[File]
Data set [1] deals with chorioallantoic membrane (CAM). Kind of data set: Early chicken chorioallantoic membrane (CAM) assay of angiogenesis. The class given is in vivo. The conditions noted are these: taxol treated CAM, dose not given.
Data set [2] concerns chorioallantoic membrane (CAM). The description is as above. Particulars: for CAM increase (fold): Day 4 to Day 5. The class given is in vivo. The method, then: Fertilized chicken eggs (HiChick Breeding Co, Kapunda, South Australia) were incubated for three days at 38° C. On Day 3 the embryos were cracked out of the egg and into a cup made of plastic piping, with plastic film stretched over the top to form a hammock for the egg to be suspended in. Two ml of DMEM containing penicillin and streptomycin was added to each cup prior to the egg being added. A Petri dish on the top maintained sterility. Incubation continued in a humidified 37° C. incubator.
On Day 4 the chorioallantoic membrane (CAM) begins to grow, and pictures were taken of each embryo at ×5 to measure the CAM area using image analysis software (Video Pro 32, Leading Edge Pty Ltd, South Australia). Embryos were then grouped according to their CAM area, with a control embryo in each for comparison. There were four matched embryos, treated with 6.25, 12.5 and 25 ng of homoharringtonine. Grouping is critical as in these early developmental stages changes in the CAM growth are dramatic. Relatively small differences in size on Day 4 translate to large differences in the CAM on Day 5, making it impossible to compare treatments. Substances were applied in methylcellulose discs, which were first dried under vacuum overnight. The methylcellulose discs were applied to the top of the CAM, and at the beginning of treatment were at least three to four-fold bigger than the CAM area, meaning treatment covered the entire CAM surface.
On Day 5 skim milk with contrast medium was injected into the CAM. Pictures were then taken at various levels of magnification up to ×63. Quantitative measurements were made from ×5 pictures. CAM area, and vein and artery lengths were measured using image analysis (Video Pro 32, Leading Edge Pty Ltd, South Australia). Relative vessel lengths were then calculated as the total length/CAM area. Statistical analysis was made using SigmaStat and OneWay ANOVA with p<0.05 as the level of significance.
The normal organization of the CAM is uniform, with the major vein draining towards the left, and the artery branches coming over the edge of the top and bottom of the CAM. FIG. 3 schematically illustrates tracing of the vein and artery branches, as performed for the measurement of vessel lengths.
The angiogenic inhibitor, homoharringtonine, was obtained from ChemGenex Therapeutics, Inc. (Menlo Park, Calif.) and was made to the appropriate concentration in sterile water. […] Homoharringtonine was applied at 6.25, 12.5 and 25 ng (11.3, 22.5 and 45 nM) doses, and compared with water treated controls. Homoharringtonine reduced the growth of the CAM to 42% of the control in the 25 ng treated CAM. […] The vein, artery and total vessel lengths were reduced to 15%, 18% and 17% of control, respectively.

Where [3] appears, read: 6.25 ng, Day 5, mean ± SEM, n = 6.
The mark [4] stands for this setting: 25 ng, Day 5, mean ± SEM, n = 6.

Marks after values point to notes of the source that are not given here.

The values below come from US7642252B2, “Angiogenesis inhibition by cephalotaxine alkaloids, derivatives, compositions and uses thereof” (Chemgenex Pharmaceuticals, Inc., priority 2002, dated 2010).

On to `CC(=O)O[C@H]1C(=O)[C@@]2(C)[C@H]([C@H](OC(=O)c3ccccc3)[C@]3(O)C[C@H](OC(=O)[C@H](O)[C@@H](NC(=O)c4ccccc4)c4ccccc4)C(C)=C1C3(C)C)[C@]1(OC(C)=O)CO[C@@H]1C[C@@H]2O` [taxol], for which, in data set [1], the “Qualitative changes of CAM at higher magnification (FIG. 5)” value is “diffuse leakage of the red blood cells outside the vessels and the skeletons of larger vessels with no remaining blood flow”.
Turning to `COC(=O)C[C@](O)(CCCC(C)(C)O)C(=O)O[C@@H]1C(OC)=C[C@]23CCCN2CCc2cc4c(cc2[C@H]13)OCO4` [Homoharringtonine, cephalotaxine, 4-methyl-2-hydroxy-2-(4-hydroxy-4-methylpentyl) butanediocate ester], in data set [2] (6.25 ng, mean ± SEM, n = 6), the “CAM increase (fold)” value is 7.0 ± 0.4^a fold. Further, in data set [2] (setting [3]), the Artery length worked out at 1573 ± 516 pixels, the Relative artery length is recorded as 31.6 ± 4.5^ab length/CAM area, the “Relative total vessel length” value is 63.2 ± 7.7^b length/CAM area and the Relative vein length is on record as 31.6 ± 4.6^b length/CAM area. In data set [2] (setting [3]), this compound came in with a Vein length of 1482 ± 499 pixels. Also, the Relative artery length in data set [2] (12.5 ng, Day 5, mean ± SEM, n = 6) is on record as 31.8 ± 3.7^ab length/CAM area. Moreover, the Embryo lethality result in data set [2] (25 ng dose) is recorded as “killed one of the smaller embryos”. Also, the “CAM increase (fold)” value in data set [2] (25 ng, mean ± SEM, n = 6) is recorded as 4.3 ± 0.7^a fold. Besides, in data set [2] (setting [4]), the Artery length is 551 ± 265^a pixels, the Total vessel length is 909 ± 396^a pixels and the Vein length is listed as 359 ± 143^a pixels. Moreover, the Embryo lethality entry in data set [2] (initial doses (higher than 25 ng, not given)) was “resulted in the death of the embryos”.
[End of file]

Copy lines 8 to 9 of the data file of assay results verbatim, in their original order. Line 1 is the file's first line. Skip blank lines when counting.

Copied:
The mark [4] stands for this setting: 25 ng, Day 5, mean ± SEM, n = 6.

Marks after values point to notes of the source that are not given here.